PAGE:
The Big Turnaround

screenwriting, writing, short stories, making a movie, Modern PhilosopherI posted a photo of this tree on Facebook the other day, Modern Philosophers, and explained that I think of this as my Turnaround Tree.

Whenever I arrive at this landmark on my morning run, I know it’s time to turn around and head back to The House on the Hill.

All week, I’ve been forming Deep Thoughts about how I’d like to turn around my life.  There are several things on the agenda for change, but right at the top of the list is Making Writing A Priority.

I’ve been stupidly sitting around, waiting for my writing career to bloom.  Now I realize I need to set things in motion to give myself any sort of fair chance at writing full time.

That was why I went to my producer with the proposal of turning my short stories into a short film that we could then use to raise interest in my feature length screenplays.

All week long, I have been hard at work adapting The Blind Date and The Bookstore Attraction Conundrum into a screenplay.  If you haven’t read those short stories yet, they are on the blog any time you want the check them out.

I’ve spent many hours out on the porch, with my legs up on the railing, churning out pages.  Just like I’m doing right now to produce this blog post.

By making this screenplay a priority, I feel like I’ve put my life into turnaround (to borrow a term from the movie world).  I’m still running every day and going to work, but now my days have a new, sharper focus.

It seems to be working.

screenwriting, writing, short stories, making a movie, Modern PhilosopherI feel much better about myself, I’m excited to get up every morning and tackle the day so that I can get to my writing time, and my confidence is growing as my Inner Screenwriter takes control of the rewrite of my life.

I’ve written 22 pages so far, and I’m pleased with how the two stories are coming together to form one narrative.  Even though The Blind Date is the main focus of the screenplay, I’m sensing that a character from The Bookstore Attraction Conundrum who I’ve inserted into that story is my true protagonist.

That fact excites me because the character only appears briefly in that short story, so I’ve really had to turn her from a one dimensional bit player into a fully realized lead.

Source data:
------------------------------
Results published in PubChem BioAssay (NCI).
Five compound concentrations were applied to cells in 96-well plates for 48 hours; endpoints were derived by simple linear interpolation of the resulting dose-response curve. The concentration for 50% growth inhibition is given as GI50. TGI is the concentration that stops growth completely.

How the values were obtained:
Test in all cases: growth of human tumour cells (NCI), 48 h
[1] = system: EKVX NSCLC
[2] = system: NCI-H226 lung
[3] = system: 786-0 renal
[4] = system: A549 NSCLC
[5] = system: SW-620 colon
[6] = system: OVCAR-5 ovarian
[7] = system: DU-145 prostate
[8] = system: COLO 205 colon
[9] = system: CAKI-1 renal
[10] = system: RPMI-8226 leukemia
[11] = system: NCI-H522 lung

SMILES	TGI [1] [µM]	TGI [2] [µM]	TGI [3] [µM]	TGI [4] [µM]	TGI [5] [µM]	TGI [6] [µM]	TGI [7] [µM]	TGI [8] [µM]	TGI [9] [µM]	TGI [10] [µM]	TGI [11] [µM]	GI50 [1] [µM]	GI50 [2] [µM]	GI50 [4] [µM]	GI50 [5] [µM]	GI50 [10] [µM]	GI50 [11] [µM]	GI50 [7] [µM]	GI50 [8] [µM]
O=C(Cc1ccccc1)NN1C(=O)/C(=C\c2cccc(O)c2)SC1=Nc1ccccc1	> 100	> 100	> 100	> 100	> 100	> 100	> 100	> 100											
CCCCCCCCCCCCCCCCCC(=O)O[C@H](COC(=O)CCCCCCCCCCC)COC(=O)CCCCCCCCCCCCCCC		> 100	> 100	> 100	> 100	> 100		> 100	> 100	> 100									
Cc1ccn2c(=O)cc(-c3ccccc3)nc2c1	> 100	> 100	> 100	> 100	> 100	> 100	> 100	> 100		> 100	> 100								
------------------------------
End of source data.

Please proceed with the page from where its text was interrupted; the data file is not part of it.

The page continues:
Yes, strange things get my juices flowing me when I’m in full writer mode.  This is a big deal, Modern Philosophers, because I needed this change, this spark of creativity and feeling like I have more control over what the future holds for me.

Sometimes, my life feels like a very boring retelling of Groundhog Day, only my version has to settle for me, rather than the brilliant Billy Murray, as its star.

This turnaround, much like the screenplay, is still in the very early stages.  However, I see great promise in both projects, and I’m going to ride that positive feeling to get even more writing done this weekend.

Hope you all have a great weekend.  I’ll be here on the porch, typing away like a man possessed, if anyone needs me…

Advertisements

About Austin

Native New Yorker who's fled to the quiet life in Maine. I write movies, root for the Yankees, and shovel lots of snow.
This entry was posted in Humor, Writing and tagged , , , , , , , , , , . Bookmark the permalink.

6 Responses to The Big Turnaround

  1. ksbeth says:

    great news –

  2. I love this post! So inspirational. Love your turn around tree.

  3. markbialczak says:

    You are a man with two missions, Austin. Supporting you from down here in the suburbs of Syracuse!

    • Austin says:

      Thanks, Mark. Thinking about getting that first mission completed soon before it gets too hot to run today. Then I can spend the rest of the day writing…

Leave a Reply

Fill in your details below or click an icon to log in:

WordPress.com Logo

You are commenting using your WordPress.com account. Log Out /  Change )

Google+ photo

You are commenting using your Google+ account. Log Out /  Change )

Twitter picture

You are commenting using your Twitter account. Log Out /  Change )

Facebook photo

You are commenting using your Facebook account. Log Out /  Change )

w

Connecting to %s